7. The Enemy of Faith. “The Canaanite was then in the land” (Gen. 12:6). The Canaanite would probably dispute Abram’s right to be in the land; and there are those who question the believer’s walk of faith. Self says, “I would not.” Unbelief says, “I cannot.” Reason says, “I will not.” The world says, “It pays not.” Satan says, “Do not.” But faith says, “Why not?” By faith, God is my Father, Christ is my Saviour, the Holy Spirit is my Comforter, Holiness is my walk, Truth is my regulator, Saints are my companions, and Heaven is my home.
  8. The Revelation of Faith. “The Lord appeared unto Abram” (Gen. 12:7). This was for Abram’s encouragement and strength. Trapp well says, “The sight of those wicked Canaanites might discourage him and unsettle his faith.” But then the sight of God relieved him; and the promise, “Unto thy seed will I give this land,” could not but put spirit into him, and make his good old heart to dance in his bosom. When the poor soul sinks sometimes at the sight of those Canaanites, and despairs almost of a conquest, God lets in a beam of His own light, and comforts it with some cordial promise, which is as Boaz was to Naomi, “A restorer of thy life, and a nourisher of thine old age” (Ruth 4:15).
  9. The Worship of Faith. “There builded he an altar” (Gen. 12:7). The altar speaks of four things, namely, confession, atonement, communion, and worship. Three of the four things are related to worship. Confession of sin is the prelude to worship, for there can be no worship if there is sin on the conscience. Atonement is the basis of worship, for we can only worship God through the sacrifice of Christ (Heb. 10:19, 22; Eph. 2:18). Communion is essential to worship, for we can only worship the Lord as we have all things in common with Him; and worship itself is the heart boiling over with gratitude to Him for His love and mercy to us (Psalm 103:1-2).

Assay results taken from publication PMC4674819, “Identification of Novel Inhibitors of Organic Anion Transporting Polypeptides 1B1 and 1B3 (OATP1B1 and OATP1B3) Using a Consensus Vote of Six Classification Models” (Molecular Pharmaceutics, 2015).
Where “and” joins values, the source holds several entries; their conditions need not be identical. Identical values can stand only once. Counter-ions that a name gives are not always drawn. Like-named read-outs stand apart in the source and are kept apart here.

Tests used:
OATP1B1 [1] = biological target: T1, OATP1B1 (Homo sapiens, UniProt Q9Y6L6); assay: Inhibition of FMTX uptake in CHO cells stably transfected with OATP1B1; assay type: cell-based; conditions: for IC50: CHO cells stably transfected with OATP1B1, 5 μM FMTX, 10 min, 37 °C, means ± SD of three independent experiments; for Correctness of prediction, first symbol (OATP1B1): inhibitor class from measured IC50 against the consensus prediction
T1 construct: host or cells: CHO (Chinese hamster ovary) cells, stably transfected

10. The Dwelling of Faith. “His tent” (Gen. 12:8). The tent is the symbol of pilgrim life (Heb. 11:9), and a confession that Abram was looking for an abiding city (Heb. 11:10). In like manner the believer in Christ is a stranger and pilgrim (1 Peter 2:11). As a “stranger” he has no home in the world; that is, the world cannot satisfy him; and as a “pilgrim” he is passing through the world, that is, his aim and object are to please God in having no fellowship with the evil things in the world (1 John 2:16), as Bunyan’s pilgrims-Christian and Faithful-would not have anything to do with Vanity Fair, its goods or its occupants, and were persecuted in consequence.
383. Steps in True Consecration ← Prior Section
385. Strength of the Lord Next Section →

The Blue Letter Bible ministry and the BLB Institute hold to the historical, conservative Christian faith, which includes a firm belief in the inerrancy of Scripture. Since the text and audio content provided by BLB represent a range of evangelical traditions, all of the ideas and principles conveyed in the resource materials are not necessarily affirmed, in total, by this ministry.